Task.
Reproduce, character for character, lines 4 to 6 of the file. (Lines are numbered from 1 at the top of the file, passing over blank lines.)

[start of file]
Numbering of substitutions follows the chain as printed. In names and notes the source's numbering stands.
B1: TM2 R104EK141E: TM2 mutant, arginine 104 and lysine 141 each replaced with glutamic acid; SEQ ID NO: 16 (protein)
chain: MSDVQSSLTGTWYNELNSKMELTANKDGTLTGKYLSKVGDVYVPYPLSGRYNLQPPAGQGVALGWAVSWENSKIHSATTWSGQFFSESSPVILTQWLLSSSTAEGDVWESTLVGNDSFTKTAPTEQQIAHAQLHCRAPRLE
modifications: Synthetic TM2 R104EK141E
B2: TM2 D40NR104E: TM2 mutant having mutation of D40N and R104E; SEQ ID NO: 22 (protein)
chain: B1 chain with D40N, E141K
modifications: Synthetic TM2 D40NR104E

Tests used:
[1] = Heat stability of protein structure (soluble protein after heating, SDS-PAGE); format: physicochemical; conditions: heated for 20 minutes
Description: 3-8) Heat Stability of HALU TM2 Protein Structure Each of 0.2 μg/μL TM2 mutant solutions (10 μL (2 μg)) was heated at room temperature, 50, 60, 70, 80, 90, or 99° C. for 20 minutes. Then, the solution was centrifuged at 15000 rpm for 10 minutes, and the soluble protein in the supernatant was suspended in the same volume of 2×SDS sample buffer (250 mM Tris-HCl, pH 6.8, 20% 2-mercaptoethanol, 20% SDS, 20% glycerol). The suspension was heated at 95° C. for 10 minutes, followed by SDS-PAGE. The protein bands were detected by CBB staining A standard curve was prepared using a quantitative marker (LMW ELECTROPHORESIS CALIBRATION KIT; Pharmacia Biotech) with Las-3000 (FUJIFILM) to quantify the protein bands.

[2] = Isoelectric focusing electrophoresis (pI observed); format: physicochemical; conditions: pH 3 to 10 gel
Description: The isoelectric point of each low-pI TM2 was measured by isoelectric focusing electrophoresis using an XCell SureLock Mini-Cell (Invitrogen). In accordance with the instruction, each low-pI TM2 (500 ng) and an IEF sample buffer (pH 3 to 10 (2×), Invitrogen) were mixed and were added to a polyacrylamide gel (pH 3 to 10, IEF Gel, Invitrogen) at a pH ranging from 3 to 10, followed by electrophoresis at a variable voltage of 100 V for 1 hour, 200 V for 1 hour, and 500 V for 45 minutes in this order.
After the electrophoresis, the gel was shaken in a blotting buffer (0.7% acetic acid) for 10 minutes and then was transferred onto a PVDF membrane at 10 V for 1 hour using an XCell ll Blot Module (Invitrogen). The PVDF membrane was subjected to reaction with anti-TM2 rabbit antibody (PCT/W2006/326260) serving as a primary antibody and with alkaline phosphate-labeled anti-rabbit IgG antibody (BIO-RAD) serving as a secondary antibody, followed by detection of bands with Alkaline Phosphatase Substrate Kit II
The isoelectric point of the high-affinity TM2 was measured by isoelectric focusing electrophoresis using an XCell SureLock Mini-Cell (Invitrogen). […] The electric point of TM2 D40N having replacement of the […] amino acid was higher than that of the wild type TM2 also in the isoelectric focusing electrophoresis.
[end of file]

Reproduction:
modifications: Synthetic TM2 R104EK141E
B2: TM2 D40NR104E: TM2 mutant having mutation of D40N and R104E; SEQ ID NO: 22 (protein)
chain: B1 chain with D40N, E141K